Four women Are Accusing A Male Nurse Of Sexual Assault

The Stewart Detention Center as seen through its front gate on November 15, 2019.

The Stewart Detention Center as seen through its front gate on November 15, 2019.

A new complaint alleges that a nurse sexually assaulted four women who sought medical attention at an ICE detention center in south Georgia.

A nurse at the privately run Stewart Detention Center in Lumpkin, Georgia, according to the complaint, took advantage of his position to coerce the women “into giving him access to private parts of their body without medical justification or need.”
The Southern Poverty Law Center and a coalition of advocacy organizations filed the administrative complaint Tuesday with the Department of Homeland Security’s Office of Civil Rights and Civil Liberties. It accuses Immigration and Customs Enforcement and private prison company CoreCivic of enabling the nurse’s alleged actions and failing to protect and care for people in their custody.
The complaint details the accusations of four women identified with pseudonyms and described as detainees held at Stewart in late 2021 and early 2022.
Two of the women notified Stewart officials of the nurse’s alleged behavior while they were in detention, according to the complaint, which alleges the women were “brazenly retaliated against through aggressive and accusatory interrogations and threats of prolonged imprisonment.”
The complaint says the nurse continues to work and see patients at Stewart.

CoreCivic has denied the allegations

A spokesman for CoreCivic, the private company that operates the detention facility, said in a statement released to the press that an internal administrative investigation of two of the women’s accusations found one woman’s claim to be “unsubstantiated” and the other’s to be “unfounded.”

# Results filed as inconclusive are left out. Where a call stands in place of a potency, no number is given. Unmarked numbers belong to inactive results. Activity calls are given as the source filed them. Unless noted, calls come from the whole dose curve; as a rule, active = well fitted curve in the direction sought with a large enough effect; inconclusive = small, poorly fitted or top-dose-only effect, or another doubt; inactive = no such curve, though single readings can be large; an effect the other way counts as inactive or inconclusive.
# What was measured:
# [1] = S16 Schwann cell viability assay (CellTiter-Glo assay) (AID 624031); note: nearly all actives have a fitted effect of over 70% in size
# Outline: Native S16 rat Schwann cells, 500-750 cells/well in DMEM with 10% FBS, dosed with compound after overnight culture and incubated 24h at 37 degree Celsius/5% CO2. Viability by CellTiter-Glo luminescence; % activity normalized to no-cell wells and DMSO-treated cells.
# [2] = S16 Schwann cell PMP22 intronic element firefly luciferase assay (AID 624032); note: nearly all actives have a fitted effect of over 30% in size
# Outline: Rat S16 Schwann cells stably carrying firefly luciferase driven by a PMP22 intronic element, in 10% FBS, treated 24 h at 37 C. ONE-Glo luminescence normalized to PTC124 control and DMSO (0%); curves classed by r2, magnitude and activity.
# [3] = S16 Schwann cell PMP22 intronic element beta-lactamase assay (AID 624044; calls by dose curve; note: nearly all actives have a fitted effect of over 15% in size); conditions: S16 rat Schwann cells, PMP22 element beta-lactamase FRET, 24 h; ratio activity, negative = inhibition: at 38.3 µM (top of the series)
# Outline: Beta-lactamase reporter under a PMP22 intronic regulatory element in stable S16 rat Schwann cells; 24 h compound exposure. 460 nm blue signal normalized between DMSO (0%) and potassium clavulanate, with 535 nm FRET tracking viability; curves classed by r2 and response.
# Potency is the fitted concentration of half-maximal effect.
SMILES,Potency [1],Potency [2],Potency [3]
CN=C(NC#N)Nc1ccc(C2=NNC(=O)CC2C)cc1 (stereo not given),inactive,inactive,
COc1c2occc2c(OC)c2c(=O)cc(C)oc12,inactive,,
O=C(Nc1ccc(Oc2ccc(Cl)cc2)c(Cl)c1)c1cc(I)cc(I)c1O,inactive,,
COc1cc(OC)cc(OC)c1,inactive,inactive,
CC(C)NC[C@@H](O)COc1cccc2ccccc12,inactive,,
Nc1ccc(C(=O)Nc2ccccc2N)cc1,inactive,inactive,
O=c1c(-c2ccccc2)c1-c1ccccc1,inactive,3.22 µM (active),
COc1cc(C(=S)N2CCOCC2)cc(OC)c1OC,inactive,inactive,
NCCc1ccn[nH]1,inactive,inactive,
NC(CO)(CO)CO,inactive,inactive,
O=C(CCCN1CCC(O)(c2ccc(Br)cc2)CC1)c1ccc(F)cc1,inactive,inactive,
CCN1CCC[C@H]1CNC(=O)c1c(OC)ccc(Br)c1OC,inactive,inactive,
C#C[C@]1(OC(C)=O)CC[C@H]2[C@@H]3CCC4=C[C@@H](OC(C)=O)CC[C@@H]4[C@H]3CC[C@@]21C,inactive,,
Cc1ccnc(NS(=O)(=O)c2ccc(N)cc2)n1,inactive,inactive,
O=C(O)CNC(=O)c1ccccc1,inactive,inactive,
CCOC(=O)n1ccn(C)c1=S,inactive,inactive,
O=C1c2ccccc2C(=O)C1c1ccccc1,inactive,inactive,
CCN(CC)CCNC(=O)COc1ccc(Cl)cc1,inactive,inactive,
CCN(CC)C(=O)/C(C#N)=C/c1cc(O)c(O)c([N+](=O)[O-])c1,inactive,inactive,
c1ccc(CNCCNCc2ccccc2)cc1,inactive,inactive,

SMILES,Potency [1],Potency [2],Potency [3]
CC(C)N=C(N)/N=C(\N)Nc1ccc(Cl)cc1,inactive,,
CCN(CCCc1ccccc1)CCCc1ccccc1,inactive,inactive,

Those women were released from Stewart before the investigation concluded, CoreCivic spokesman Matthew Davio said.
“We have very little information regarding the claims made by the other two women, but will investigate them thoroughly if and when we receive that information,” he said.
The nurse was placed on administrative leave during the company’s investigation, Davio said, adding that there have been no allegations against the nurse before or since.
“As he was cleared of all allegations, the nurse is still in our employ,” Davio said. “We unequivocally deny any claims of threats or retaliation.”
ICE also said its administrative investigation into the initial allegations determined they were unsubstantiated.
“Two allegations remain under investigation and ICE continues to follow all appropriate protocol” for reporting and investigations, an ICE spokesman said in a statement. “Any individual — ICE employee or contractor — suspected of sexual abuse or assault is immediately removed from contact with detained individuals until the completion of the investigation.”
The agency has “a zero-tolerance policy for all forms of assault, including sexual abuse,” the spokesman said, adding that facilities are required to notify ICE of all sexual abuse or assault allegations and notify local law enforcement of allegations involving potentially criminal behavior.
Our US correspondent has also reached out to the Department of Homeland Security and the Stewart County Sheriff’s Office for a response to the allegations.

A door closes inside the Stewart Detention Center in Lumpkin, Georgia, on November 15, 2019.

What the former detainees say happened


The complaint filed this week alleges that the two women who reported the nurse while detained were repeatedly accused of lying by officials at Stewart and warned that if they continued with their complaints their detention could be prolonged, they could be charged and they could face up to seven years in prison. The complaint also alleges that food was withheld from one of the accusers.
At a press conference in Atlanta Thursday, advocates accused authorities of dismissing the women’s complaints and threatening them rather than protecting them.